How to Sharpen Learning and Study Skills

The downturn in the economy has resulted in an upsurge in individuals registering for college. The highest numbers of new students, though, are adults expanding their skills to keep their current positions, or training for a totally new career. Many individuals, those both fresh out of high school and returning to school, may lack the study skills needed for college classes. The following tips should be most helpful in gaining or regaining good study skills.

Time Management

Time management is the most essential skill required for a successful online college experience. The key to time management, according to Rosemary Caffarella, is two pronged: efficiency and effectiveness. Efficient time management is characterized by spending less effort on a task, but maintaining a high output. Effectiveness, on the other hand, asks “Is what is being done working correctly”.   If the study process is both efficient and effective, therefore, it will be streamlined so less effort is spent in non-study tasks, while maintaining high study standards and achieving the outcome desired, such as an ‘A’ on a paper or test.

What are some ways to manage time for greater efficiency? Use some sort of calendar to keep assignment due dates on track, be it a paper calendar or the calendar feature on Outlook, which provides the added advantage of the reminder option. Cell phone calendars, especially those on the newer phones, can also provide reminders to keep schedules on track and deadlines met. Also, keep all class materials together. Having everything together, where it is needed at the time it is needed will leave more time for actual class work.

Be Involved in the Class

Know the instructor! Look at the other papers they have graded high and follow their style. Don’t copy them, which goes without saying, but pay attention to whether the instructor does or doesn’t like bulleted lists, or if they like the headings bold or centered, or both. All instructors will follow the guidelines set up by the college (whether APA or MLA), but they all like different styles of writing, and if the student can figure it out their likes and dislikes it can mean the difference between an ‘A’ or a ‘B’. Go to class every day, face time is always impressive to an instructor. Ask relevant questions, those that show the material is being read, studied, and sinking in. Give the instructor something they haven’t heard a thousand times before, it will make their day.

Don’t forget about the other students in the class either, they can provide inspiration, help getting past a writer’s block, or even a shoulder to cry on if needed.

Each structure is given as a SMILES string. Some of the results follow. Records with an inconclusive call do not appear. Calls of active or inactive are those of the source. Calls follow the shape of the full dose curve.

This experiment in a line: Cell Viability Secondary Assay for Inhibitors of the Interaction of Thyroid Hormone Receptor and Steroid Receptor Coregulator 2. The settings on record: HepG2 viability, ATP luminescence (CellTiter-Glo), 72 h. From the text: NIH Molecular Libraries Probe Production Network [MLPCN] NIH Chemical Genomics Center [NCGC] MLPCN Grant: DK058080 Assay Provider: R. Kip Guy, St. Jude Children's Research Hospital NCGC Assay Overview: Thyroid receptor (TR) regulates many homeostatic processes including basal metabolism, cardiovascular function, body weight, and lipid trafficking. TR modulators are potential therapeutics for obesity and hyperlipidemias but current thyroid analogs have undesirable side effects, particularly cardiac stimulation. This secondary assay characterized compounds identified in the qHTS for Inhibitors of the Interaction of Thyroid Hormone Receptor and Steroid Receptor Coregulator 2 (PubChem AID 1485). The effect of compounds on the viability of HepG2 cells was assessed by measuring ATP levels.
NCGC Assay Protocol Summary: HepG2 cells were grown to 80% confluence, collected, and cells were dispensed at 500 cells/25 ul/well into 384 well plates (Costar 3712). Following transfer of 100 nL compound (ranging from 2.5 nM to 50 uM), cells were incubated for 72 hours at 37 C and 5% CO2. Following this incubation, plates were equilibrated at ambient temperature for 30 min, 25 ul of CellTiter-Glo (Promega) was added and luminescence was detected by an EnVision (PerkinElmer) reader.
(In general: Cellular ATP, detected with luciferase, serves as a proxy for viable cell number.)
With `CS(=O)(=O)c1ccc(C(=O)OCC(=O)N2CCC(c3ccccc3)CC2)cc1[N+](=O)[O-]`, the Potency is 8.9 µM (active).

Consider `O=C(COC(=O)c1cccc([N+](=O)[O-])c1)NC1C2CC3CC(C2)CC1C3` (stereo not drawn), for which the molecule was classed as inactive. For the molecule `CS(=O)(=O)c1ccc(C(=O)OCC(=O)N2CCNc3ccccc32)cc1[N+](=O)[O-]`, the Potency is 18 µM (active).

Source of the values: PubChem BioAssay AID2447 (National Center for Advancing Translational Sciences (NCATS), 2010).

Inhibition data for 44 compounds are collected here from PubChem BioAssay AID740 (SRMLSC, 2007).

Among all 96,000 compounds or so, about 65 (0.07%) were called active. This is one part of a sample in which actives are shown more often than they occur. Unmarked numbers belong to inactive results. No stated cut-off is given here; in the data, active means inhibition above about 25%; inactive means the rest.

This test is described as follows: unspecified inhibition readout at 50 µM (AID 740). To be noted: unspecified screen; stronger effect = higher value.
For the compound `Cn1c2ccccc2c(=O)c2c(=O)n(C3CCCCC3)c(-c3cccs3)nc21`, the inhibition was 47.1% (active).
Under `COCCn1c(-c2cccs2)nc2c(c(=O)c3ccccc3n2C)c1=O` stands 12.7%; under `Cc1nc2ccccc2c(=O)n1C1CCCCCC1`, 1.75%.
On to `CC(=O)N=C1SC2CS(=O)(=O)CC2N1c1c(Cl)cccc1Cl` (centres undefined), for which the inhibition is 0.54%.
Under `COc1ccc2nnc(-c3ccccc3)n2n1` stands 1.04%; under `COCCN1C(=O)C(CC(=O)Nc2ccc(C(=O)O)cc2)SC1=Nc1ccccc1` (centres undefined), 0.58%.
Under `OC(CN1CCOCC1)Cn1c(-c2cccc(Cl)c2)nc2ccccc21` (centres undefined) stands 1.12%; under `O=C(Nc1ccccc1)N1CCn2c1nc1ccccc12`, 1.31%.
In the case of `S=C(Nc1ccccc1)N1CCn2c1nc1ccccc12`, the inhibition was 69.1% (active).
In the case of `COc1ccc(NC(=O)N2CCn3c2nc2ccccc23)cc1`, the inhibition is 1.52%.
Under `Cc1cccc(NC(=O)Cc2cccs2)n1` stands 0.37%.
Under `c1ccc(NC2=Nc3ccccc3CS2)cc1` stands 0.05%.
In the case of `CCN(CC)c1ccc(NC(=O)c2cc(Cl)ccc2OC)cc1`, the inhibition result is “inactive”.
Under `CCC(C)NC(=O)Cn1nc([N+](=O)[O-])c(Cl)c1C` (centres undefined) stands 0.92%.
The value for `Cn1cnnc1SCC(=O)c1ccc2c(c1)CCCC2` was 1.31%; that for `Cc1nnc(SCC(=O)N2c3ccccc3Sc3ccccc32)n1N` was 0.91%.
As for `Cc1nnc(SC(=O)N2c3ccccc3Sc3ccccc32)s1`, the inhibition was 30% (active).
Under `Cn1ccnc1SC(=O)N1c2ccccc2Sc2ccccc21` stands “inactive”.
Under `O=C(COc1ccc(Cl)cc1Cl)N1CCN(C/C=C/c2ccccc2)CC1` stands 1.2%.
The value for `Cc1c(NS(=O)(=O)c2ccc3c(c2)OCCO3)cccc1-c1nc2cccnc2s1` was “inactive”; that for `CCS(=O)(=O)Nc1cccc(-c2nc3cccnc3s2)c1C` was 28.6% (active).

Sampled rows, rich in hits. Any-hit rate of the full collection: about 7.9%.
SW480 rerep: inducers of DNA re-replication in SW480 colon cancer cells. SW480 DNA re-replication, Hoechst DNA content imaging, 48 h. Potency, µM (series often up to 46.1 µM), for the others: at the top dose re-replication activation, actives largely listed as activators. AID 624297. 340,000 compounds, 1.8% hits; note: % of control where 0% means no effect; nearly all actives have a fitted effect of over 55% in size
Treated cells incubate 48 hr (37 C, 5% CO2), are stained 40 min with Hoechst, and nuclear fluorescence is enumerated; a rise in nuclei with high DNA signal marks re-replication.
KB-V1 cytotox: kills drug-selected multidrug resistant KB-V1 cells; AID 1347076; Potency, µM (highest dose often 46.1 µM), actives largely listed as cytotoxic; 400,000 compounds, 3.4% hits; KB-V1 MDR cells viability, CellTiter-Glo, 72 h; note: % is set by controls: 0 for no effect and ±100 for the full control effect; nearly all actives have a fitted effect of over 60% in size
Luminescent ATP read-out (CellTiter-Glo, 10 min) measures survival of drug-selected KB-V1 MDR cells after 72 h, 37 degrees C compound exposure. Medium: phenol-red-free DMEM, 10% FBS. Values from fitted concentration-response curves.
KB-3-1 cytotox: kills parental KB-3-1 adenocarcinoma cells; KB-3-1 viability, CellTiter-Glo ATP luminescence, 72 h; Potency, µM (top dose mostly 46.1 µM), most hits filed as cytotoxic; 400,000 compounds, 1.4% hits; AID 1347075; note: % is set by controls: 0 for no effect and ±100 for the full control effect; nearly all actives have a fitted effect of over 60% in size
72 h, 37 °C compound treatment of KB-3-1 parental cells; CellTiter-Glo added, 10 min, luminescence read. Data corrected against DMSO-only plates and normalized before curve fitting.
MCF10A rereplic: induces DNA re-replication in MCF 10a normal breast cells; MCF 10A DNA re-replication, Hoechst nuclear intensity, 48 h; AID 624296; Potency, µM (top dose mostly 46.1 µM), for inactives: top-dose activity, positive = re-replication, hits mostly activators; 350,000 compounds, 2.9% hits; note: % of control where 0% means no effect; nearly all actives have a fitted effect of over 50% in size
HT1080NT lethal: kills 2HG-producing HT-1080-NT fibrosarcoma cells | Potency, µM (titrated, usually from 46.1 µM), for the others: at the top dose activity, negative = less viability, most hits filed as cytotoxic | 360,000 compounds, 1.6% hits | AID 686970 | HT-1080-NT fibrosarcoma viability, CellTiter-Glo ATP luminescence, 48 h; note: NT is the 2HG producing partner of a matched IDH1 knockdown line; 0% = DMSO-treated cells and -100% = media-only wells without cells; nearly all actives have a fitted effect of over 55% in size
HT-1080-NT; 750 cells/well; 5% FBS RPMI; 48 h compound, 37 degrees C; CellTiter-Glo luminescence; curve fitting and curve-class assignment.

Find What Works

Everyone is different, and each learner has a different resources available online for those who wish to discover what type of learner they are. Once that is known, efficiency and effectiveness will follow.

Beyond learning styles, each individual must find study tactics that will work for them. A tactic that may work for one student would be a disaster for another.  For instance, find a good place to study, one that is quiet and conducive to concentration. Many academics advise that the bedroom is not a good study area, but sometimes that is the quietest place in the house. Each individual will need to use trial and error to determine what works best for them; will mornings work better, or evenings? Many individuals taking classes are employed, so it may come down to a matter of studying when the time is available. Just remember, life happens, so be prepared to be flexible.

Use the Resources Provided by the College

The both the online and physical libraries provided by the university will have the information that you need, and it was built with the student’s needs in mind. It is tailored to the degrees offered by the university, and the sources are academically rigorous and thoroughly evaluated. Online sites such as Wikipedia or other online ‘blogs’ often contain questionable material that cannot be verified as true and authentic, and therefore should be avoided as a cited source. They are not totally forbidden, though, and can be a good place to start to narrow the focus on a topic.

Do the Required Reading

This may be stating the obvious, but the reading assignments are often the key. Instructors teach out of a textbook, and it would only be advantageous to read what the instructor has lectured upon. Pay attention while reading the text, look for bold or italicized letters or headings- these indicate important information. Look within the bold and italicized areas for potential test questions. It may help to take notes from these areas to help in retaining the information. Also, don’t try to read it all in one sitting, take a break and take time to think about what was just read, let it soak in, so to speak.

Now that these tips have been presented, current and future students may take them and use them freely. Time management, involvement, knowing the learning styles, utilizing provided resources and reading, reading, reading, will increase not only success in college classes, but also the overall enjoyment of the college experience.